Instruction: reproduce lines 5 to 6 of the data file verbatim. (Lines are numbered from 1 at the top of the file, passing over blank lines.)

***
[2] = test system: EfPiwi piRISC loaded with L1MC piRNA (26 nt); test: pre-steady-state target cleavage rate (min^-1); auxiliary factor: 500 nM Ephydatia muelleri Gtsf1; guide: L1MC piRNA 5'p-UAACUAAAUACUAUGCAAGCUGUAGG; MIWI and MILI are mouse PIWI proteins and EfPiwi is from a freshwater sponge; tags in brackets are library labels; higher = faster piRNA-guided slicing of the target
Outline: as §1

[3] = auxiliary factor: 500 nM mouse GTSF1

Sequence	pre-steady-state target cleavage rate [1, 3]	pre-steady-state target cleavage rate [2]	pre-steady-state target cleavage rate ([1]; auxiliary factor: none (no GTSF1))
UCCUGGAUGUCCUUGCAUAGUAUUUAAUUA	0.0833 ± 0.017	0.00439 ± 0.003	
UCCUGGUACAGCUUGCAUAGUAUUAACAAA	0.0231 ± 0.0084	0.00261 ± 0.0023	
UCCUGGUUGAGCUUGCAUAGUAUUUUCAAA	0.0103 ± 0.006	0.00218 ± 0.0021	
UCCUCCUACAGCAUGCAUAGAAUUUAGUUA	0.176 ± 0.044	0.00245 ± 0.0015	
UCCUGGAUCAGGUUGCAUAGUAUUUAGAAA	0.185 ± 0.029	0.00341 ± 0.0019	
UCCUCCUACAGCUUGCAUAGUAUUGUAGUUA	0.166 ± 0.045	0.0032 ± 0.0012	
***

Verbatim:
UCCUGGAUGUCCUUGCAUAGUAUUUAAUUA	0.0833 ± 0.017	0.00439 ± 0.003	
UCCUGGUACAGCUUGCAUAGUAUUAACAAA	0.0231 ± 0.0084	0.00261 ± 0.0023	